Yes, this will be a problem when you have a failover. Since this is only a problem when you are using mod_jk for front end load balancing without cookie, this is currently a lower priority. But if you are willing to contribute a patch, I can take a look at it.
After I read your response I thought about the issues (as I understood them) for quite awhile.
My first instinct was to extend JVMRouteFilter to wrap the request on the way in and replace the old jvmRoute with the current servicing node's jvmRoute much like you do for cookies.
Unfortunately the exceptions and corner cases that would have to be accounted for are many. For instance, this would only work if your load balancer used persistence to forward to the same Apache instance, which mine does, but some may not. As well each the Apache would have to be configured to favour the JBoss instance marked as being a local node to make sure that the same JBoss received the request each time. This of course assumes that requests may get launched from the client using stale jvmRoutes even after the migration took place due to unrefreshed content containing old jvmRoute tags. Cookie based migration, of course is not susceptible to this since the cookie gets replaced, period.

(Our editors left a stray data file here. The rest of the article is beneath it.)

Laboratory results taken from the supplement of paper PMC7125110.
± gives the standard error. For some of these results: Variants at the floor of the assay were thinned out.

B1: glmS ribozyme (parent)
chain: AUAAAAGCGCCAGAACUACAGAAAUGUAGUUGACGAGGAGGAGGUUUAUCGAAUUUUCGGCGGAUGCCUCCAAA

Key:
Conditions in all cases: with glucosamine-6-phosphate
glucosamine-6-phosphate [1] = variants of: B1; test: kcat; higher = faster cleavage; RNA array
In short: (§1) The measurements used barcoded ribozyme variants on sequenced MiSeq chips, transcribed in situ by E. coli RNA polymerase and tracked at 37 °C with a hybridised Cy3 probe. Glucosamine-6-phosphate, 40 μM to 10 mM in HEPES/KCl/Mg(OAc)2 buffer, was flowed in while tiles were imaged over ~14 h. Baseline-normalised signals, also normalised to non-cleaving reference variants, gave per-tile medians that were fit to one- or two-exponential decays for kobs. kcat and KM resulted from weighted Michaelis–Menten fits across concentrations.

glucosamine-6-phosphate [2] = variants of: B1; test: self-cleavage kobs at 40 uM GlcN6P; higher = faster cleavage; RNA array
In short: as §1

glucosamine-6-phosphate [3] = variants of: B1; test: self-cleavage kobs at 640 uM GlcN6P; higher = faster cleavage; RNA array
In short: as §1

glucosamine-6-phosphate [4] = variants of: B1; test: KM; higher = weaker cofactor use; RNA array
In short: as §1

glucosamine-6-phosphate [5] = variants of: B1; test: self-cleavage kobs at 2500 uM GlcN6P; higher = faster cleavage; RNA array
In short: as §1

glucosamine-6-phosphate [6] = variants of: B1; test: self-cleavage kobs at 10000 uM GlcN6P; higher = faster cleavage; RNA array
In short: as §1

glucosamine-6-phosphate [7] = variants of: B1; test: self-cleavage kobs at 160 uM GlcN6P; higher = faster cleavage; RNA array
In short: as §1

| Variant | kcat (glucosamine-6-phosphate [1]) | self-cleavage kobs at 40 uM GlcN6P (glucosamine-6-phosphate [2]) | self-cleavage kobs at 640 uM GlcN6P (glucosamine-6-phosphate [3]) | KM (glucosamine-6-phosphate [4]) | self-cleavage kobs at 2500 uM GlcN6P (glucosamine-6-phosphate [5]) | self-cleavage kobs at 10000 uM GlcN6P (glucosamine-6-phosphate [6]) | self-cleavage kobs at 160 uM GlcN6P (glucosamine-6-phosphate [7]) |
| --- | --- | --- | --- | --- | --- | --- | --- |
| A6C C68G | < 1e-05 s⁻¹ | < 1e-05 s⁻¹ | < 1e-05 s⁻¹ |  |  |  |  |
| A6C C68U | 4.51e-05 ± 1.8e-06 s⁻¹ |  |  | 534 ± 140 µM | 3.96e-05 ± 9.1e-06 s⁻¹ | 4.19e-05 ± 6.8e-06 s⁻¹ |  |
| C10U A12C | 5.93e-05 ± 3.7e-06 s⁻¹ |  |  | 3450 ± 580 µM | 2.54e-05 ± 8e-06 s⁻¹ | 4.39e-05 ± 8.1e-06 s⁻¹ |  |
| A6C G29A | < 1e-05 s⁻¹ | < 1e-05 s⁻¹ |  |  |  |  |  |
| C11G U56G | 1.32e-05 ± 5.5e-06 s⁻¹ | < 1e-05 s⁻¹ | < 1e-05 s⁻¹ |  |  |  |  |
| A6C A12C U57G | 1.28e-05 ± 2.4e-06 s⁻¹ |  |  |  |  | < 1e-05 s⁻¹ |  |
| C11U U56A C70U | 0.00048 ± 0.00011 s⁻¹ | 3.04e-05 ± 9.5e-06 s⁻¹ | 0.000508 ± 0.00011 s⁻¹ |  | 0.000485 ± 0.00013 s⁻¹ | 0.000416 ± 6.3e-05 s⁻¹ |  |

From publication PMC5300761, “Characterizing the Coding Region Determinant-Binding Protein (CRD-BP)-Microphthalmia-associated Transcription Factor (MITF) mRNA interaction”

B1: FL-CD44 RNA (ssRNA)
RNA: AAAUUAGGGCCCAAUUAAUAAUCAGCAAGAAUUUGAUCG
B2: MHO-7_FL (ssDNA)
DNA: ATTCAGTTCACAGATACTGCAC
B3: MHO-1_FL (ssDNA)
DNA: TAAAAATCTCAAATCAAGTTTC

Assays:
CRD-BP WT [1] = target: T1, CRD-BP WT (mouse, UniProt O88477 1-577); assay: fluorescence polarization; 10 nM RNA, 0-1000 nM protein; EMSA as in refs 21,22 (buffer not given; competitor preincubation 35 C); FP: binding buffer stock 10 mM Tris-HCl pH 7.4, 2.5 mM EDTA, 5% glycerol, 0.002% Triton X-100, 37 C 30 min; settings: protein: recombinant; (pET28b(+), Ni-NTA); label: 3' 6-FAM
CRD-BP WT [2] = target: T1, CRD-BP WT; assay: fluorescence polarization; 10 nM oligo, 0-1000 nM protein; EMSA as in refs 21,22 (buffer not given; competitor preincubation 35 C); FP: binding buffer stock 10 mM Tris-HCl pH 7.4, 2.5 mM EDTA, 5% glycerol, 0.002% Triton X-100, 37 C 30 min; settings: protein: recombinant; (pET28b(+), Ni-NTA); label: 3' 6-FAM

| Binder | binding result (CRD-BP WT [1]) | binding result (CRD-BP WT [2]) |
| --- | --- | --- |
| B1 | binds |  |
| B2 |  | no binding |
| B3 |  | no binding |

Another issue is that if the JBoss marked as local to an Apache node is the one that is down, then the Apache instance must also be removed from the load balancers pool. After all, having a predictable JBoss node selection is required to work around the content with stale jvmRoutes.
The last issue is, what happens when the JBoss instance comes back up? If all the content properly migrated and refreshed, then everything is fine. On the other hand if there was non-refreshing content with the jvmRoute, then it would now get forwarded to the original JBoss. Possibly resulting in 2 different JBoss instances handling different parts of the same page. Bleh.
At this point, I am wondering why we are even attempting to migrate the sessions at all? I noticed that the TreeCache strips the jvmRoute's before they are inserted and replicated anyway. Is there still a local cache copy that gets used instead of the serialized version in the TreeCache and that is why the migration is being attempted? If so, why not just let the URL based sessions 'fall through' and take the performance hit only for the rare cases when a node is taken down and the session is not in the local cache. Is this feasible?